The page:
In the 2006 satirical science fiction comedy, Idiocracy, the protagonist Joe Bauers, "Mr. Average American", is selected by the Pentagon for a top-secret hibernation program. Forgotten, he awakens 500 years in the future, to discover a society so incredibly dumbed-down that he's easily the most intelligent person alive and their only hope for survival.
With the Republicans bullying their way through state and federal legislation, the movie has become prophetic to the point where the only thing that isn't believable is that this devolution will take another 500 years. Idiocracy already has its living, fire-breathing poster child, Rep. Joe Barton (R-Texas), the ranking Republican and former chair of the House Energy and Commerce Committee.
You may remember Rep. Barton as the Congressman who on behalf of the American people apologized to the CEO of British Petroleum, Tony Hayward, for having our Gulf of Mexico get in the way of Hayward's oil spill. "I apologize. I do not want to live in a country where any time a corporation does something that is legitimately wrong, is subject to some sort of political pressure. [It] amounts to a shakedown, so I apologize."
How about Barton's grasp of CO2 as a greenhouse gas? "It's odorless, colorless, tasteless, doesn't cause cancer... there's nobody that's ever been admitted to a hospital because of CO2 poisoning. Hell, "CO2 is in our Coca-Cola!"
Even better is Barton's explanation of how wind power could speed up climate change. "Wind is God's way of balancing heat. Wind is the way you shift heat from areas where it's hotter to areas where it's cooler. Wouldn't it be ironic if in the interest of global warming we mandated massive switches to energy, which is a finite resource, which slows the winds down, which causes the temperature to go up? Now, I'm not saying that's going to happen, Mr. Chairman, but that is definitely something on the massive scale. I mean, it does make some sense. You stop something, you can't transfer that heat, and the heat goes up. It's just something to think about." Yes, Joe, that sure is something to think about!
If Barton's awareness of why we must stop building wind turbines isn't enough to blow you over, how about his penetrating insight into just how innocuous air pollution is. At a Congressional hearing in April, Barton insisted that an EPA estimate that pollution controls on coal power plants would prevent 17,000 premature deaths a year had been "pulled out of thin air."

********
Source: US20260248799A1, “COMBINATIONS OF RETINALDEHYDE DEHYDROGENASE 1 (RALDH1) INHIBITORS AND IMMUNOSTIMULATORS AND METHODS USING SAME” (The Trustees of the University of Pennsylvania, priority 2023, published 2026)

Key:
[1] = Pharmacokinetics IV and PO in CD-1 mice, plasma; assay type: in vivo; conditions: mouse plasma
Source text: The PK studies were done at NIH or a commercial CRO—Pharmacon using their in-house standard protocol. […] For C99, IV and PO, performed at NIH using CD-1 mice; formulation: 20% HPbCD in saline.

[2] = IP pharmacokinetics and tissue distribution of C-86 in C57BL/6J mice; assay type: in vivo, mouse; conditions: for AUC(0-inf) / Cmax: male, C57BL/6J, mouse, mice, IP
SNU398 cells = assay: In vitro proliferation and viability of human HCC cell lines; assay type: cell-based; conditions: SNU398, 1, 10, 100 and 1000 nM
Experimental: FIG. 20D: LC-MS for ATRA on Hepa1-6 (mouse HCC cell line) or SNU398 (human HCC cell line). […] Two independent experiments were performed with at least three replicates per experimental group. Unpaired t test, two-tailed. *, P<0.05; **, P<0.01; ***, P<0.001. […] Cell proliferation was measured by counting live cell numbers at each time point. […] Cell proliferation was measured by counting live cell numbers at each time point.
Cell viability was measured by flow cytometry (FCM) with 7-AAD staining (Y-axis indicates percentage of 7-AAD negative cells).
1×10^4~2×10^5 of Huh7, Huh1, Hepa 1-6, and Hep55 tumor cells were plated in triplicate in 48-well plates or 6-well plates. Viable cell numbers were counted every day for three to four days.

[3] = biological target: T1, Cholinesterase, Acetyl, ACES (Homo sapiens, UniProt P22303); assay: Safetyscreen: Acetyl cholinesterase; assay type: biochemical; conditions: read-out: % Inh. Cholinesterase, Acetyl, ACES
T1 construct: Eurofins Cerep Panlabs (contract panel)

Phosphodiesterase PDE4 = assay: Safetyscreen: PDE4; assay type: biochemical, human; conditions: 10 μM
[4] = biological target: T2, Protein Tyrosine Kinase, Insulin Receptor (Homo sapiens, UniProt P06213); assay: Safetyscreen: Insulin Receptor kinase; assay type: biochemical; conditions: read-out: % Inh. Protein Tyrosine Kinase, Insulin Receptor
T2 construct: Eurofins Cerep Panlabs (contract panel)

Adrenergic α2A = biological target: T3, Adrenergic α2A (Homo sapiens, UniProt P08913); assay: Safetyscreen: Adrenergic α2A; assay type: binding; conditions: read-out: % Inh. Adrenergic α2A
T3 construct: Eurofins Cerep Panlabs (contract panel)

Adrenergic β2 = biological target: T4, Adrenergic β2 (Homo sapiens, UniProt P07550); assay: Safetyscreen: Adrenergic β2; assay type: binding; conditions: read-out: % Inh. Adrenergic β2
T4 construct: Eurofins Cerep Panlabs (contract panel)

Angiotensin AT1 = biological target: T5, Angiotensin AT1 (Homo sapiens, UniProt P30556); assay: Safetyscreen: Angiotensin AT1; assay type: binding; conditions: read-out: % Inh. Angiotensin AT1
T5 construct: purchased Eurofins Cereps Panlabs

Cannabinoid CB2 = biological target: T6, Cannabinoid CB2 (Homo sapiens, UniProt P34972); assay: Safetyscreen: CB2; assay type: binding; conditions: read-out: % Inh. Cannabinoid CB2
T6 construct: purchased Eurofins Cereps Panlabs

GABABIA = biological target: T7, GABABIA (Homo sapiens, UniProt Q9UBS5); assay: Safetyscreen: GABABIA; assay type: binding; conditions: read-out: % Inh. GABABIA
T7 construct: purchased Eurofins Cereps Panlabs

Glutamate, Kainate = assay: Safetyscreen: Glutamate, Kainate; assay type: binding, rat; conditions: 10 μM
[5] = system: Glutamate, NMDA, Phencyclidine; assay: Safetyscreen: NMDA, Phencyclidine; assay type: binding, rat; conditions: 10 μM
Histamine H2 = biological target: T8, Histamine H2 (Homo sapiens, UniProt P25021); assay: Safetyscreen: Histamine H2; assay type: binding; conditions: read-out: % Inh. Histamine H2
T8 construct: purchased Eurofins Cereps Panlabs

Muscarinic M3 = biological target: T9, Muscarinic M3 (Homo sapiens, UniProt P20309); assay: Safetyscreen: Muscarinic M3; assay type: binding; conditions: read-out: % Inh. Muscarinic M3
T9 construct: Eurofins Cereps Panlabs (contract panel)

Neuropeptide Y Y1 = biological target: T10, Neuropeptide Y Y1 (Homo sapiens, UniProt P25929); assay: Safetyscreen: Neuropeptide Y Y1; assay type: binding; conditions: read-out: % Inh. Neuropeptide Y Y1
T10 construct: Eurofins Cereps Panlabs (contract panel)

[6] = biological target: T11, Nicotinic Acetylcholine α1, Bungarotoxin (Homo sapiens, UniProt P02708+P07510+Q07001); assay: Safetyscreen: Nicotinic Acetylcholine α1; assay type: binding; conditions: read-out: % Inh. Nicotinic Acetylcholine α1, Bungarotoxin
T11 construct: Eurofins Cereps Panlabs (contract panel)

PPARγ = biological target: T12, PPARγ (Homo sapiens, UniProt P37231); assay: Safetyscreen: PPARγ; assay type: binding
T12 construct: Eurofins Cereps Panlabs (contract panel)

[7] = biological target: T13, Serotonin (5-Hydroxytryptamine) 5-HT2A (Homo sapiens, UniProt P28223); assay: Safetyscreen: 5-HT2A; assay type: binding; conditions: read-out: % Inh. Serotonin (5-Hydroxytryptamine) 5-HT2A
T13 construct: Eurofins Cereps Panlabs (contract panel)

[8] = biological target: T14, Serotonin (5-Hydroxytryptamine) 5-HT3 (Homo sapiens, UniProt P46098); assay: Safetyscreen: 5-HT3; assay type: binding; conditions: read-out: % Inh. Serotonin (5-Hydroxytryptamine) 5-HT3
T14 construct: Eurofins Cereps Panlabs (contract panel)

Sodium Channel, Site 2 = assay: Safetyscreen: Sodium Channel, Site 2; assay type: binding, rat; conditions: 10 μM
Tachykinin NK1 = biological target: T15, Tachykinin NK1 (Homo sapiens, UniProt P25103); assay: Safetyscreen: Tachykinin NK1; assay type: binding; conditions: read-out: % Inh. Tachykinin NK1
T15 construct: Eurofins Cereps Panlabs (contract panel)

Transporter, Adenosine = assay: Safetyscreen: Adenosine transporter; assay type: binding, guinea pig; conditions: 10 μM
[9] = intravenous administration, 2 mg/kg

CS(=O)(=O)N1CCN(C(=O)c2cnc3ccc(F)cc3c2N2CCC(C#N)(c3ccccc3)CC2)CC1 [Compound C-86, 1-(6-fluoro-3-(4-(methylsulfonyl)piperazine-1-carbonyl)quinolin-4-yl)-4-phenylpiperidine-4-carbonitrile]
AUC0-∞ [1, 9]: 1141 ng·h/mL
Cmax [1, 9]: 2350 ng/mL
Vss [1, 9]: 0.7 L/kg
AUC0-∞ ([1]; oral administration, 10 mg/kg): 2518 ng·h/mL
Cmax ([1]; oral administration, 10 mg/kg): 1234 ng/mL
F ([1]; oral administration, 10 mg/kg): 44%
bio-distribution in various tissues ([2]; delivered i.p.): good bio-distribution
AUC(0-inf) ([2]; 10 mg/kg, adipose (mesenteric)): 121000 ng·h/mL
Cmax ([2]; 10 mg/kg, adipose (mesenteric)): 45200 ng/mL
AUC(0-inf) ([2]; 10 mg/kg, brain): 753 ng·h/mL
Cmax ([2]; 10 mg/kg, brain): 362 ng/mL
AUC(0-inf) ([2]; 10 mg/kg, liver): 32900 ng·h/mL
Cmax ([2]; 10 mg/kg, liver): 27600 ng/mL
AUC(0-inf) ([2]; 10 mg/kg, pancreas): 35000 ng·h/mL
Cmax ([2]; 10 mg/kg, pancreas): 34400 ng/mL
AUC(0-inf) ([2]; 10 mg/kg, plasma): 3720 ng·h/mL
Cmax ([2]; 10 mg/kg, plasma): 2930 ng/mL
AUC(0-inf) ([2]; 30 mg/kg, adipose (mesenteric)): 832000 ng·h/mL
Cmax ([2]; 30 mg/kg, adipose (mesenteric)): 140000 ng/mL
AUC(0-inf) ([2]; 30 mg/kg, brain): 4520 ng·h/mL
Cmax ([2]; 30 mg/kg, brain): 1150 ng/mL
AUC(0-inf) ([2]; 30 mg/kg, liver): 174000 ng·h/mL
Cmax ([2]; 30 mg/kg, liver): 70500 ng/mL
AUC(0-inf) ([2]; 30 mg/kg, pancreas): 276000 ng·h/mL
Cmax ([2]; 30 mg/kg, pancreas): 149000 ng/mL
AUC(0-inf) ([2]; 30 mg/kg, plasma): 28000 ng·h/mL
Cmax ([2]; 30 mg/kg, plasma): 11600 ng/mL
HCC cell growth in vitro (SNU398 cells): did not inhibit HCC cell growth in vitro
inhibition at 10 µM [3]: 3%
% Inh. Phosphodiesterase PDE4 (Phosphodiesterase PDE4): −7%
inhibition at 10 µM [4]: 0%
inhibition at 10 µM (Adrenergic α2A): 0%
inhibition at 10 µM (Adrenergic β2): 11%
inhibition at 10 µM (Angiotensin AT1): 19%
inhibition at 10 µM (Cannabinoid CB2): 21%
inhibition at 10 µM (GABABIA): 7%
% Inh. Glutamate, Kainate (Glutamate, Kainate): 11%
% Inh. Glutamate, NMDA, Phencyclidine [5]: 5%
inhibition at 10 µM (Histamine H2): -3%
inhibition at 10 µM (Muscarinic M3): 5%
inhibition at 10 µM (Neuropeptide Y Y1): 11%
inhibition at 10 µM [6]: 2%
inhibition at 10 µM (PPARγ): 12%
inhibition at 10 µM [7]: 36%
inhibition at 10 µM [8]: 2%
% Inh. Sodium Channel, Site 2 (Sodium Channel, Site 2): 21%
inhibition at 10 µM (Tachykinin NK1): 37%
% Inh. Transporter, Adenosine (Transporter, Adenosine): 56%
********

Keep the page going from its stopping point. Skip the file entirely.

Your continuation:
Unfortunately, the air coming out of coal smoke stacks is hardly thin, but Barton's understanding of medicine certainly is. "To cause poisoning or a premature death, you have to get a large concentration of mercury into the body. I am not a medical doctor, but my hypothesis is that is not going to happen. You are not going to get enough mercury exposure or SO2 exposure or even particulate matter exposure."
The only remotely true part of Barton's statement is that he is indeed not a medical doctor. Real medical doctors from the American Lung Association, the American Academy of Pediatrics, the American Public Health Association and other health groups were so outraged and stunned at Barton's statement they sent him a letter pointing out decades of medical research contradicting everything he said.
Mercury is the second most toxic substance on earth, after only plutonium, and is capable of causing brain damage in fetuses and children at unimaginably small concentrations. One out of every six women of child-bearing age has enough mercury in her blood to cause measurable brain damage in any child she might conceive.
The largest source of this mercury contamination is the emissions of coal fired power plants. Nonetheless, industry lobbyists and their allies in Congress, like Barton, have vowed to fight any attempt by the EPA to correct this deplorable public health disaster. Without a shred of supportive evidence, pollution control and environmental protection of any kind is suddenly being smeared as "job-killing", ignoring all the while that science clearly proves that pollution itself is "heart-killing, lung-killing, brain-killing and people-killing". Which Joe could argue does create job openings.
If Rep. Barton was just your crazy uncle who everyone avoids at family reunions, this would just be entertainment. But he is only the most outspoken of an entire legion of Republican politicians from their Presidential contenders on down who are strutting their disdain for science and the environment like a fully spread peacock's tail. Even many Democrats are tagging along with this menacing flock.
In a normal world people who repeatedly lose their arm wrestles with reality would also lose the next election, their careers, and the right to leave the house without their medication and a chaperone. But in an idiocracy, they rise to power, ignore the facts, re-write the laws, cash the lobbyists' checks, and force us all into their asylum. Idiocracy has indeed come to America, 500 years ahead of schedule.